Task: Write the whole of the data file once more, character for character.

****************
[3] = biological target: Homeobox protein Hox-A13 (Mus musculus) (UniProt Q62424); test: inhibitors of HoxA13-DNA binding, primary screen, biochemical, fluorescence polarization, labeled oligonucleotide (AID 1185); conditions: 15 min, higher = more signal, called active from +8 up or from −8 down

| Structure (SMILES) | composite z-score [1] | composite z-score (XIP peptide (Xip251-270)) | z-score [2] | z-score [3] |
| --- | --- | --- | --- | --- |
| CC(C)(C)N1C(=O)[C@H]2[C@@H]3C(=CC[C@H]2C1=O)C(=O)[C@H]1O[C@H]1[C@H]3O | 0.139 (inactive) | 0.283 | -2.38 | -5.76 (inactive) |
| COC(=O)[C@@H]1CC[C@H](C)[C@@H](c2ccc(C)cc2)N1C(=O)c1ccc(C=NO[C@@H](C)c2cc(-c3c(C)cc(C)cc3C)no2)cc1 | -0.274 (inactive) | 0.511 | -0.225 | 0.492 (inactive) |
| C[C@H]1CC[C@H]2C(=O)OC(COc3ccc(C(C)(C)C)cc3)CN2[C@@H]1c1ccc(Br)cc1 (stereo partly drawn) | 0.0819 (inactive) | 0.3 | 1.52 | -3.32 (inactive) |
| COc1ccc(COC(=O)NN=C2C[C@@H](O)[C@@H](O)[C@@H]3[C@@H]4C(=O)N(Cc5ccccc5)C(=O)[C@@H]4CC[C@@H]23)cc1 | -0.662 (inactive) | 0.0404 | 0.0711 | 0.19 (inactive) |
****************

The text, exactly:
[3] = biological target: Homeobox protein Hox-A13 (Mus musculus) (UniProt Q62424); test: inhibitors of HoxA13-DNA binding, primary screen, biochemical, fluorescence polarization, labeled oligonucleotide (AID 1185); conditions: 15 min, higher = more signal, called active from +8 up or from −8 down

| Structure (SMILES) | composite z-score [1] | composite z-score (XIP peptide (Xip251-270)) | z-score [2] | z-score [3] |
| --- | --- | --- | --- | --- |
| CC(C)(C)N1C(=O)[C@H]2[C@@H]3C(=CC[C@H]2C1=O)C(=O)[C@H]1O[C@H]1[C@H]3O | 0.139 (inactive) | 0.283 | -2.38 | -5.76 (inactive) |
| COC(=O)[C@@H]1CC[C@H](C)[C@@H](c2ccc(C)cc2)N1C(=O)c1ccc(C=NO[C@@H](C)c2cc(-c3c(C)cc(C)cc3C)no2)cc1 | -0.274 (inactive) | 0.511 | -0.225 | 0.492 (inactive) |
| C[C@H]1CC[C@H]2C(=O)OC(COc3ccc(C(C)(C)C)cc3)CN2[C@@H]1c1ccc(Br)cc1 (stereo partly drawn) | 0.0819 (inactive) | 0.3 | 1.52 | -3.32 (inactive) |
| COc1ccc(COC(=O)NN=C2C[C@@H](O)[C@@H](O)[C@@H]3[C@@H]4C(=O)N(Cc5ccccc5)C(=O)[C@@H]4CC[C@@H]23)cc1 | -0.662 (inactive) | 0.0404 | 0.0711 | 0.19 (inactive) |